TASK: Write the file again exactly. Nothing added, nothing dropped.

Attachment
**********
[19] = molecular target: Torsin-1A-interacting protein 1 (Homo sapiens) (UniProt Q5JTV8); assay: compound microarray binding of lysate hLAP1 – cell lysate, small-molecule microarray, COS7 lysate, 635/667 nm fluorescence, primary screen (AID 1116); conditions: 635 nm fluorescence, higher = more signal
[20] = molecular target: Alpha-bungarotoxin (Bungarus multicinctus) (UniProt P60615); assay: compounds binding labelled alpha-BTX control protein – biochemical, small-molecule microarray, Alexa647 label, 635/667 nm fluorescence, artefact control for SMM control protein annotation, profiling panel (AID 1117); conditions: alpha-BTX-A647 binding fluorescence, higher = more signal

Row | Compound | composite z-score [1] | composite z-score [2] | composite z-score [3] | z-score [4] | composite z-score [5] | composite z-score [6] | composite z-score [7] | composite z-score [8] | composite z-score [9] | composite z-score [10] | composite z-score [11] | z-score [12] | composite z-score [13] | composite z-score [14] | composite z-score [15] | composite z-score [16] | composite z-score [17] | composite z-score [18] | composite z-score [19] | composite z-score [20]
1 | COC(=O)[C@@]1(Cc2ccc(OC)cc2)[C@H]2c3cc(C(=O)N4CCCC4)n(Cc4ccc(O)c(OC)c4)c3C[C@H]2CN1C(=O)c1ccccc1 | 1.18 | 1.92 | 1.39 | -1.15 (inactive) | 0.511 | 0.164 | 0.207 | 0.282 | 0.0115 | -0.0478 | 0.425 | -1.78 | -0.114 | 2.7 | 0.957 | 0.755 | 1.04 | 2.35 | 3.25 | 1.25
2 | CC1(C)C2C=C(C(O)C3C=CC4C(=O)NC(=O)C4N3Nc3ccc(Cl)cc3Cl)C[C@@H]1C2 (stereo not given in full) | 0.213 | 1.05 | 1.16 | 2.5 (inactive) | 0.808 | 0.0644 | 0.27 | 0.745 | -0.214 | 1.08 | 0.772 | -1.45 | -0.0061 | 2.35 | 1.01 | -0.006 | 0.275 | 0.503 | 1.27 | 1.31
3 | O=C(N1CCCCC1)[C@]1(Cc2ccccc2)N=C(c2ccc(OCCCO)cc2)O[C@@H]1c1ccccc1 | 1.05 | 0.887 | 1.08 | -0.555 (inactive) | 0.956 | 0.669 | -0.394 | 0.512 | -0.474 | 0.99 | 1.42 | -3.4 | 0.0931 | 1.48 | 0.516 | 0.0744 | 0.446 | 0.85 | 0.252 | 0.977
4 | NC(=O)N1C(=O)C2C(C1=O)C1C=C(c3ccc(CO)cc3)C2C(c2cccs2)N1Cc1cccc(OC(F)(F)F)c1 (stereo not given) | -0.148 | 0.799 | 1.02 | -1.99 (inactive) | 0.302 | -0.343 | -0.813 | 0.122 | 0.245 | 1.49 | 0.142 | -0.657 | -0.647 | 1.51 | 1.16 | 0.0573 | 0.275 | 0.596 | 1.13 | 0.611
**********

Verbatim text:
[19] = molecular target: Torsin-1A-interacting protein 1 (Homo sapiens) (UniProt Q5JTV8); assay: compound microarray binding of lysate hLAP1 – cell lysate, small-molecule microarray, COS7 lysate, 635/667 nm fluorescence, primary screen (AID 1116); conditions: 635 nm fluorescence, higher = more signal
[20] = molecular target: Alpha-bungarotoxin (Bungarus multicinctus) (UniProt P60615); assay: compounds binding labelled alpha-BTX control protein – biochemical, small-molecule microarray, Alexa647 label, 635/667 nm fluorescence, artefact control for SMM control protein annotation, profiling panel (AID 1117); conditions: alpha-BTX-A647 binding fluorescence, higher = more signal

Row | Compound | composite z-score [1] | composite z-score [2] | composite z-score [3] | z-score [4] | composite z-score [5] | composite z-score [6] | composite z-score [7] | composite z-score [8] | composite z-score [9] | composite z-score [10] | composite z-score [11] | z-score [12] | composite z-score [13] | composite z-score [14] | composite z-score [15] | composite z-score [16] | composite z-score [17] | composite z-score [18] | composite z-score [19] | composite z-score [20]
1 | COC(=O)[C@@]1(Cc2ccc(OC)cc2)[C@H]2c3cc(C(=O)N4CCCC4)n(Cc4ccc(O)c(OC)c4)c3C[C@H]2CN1C(=O)c1ccccc1 | 1.18 | 1.92 | 1.39 | -1.15 (inactive) | 0.511 | 0.164 | 0.207 | 0.282 | 0.0115 | -0.0478 | 0.425 | -1.78 | -0.114 | 2.7 | 0.957 | 0.755 | 1.04 | 2.35 | 3.25 | 1.25
2 | CC1(C)C2C=C(C(O)C3C=CC4C(=O)NC(=O)C4N3Nc3ccc(Cl)cc3Cl)C[C@@H]1C2 (stereo not given in full) | 0.213 | 1.05 | 1.16 | 2.5 (inactive) | 0.808 | 0.0644 | 0.27 | 0.745 | -0.214 | 1.08 | 0.772 | -1.45 | -0.0061 | 2.35 | 1.01 | -0.006 | 0.275 | 0.503 | 1.27 | 1.31
3 | O=C(N1CCCCC1)[C@]1(Cc2ccccc2)N=C(c2ccc(OCCCO)cc2)O[C@@H]1c1ccccc1 | 1.05 | 0.887 | 1.08 | -0.555 (inactive) | 0.956 | 0.669 | -0.394 | 0.512 | -0.474 | 0.99 | 1.42 | -3.4 | 0.0931 | 1.48 | 0.516 | 0.0744 | 0.446 | 0.85 | 0.252 | 0.977
4 | NC(=O)N1C(=O)C2C(C1=O)C1C=C(c3ccc(CO)cc3)C2C(c2cccs2)N1Cc1cccc(OC(F)(F)F)c1 (stereo not given) | -0.148 | 0.799 | 1.02 | -1.99 (inactive) | 0.302 | -0.343 | -0.813 | 0.122 | 0.245 | 1.49 | 0.142 | -0.657 | -0.647 | 1.51 | 1.16 | 0.0573 | 0.275 | 0.596 | 1.13 | 0.611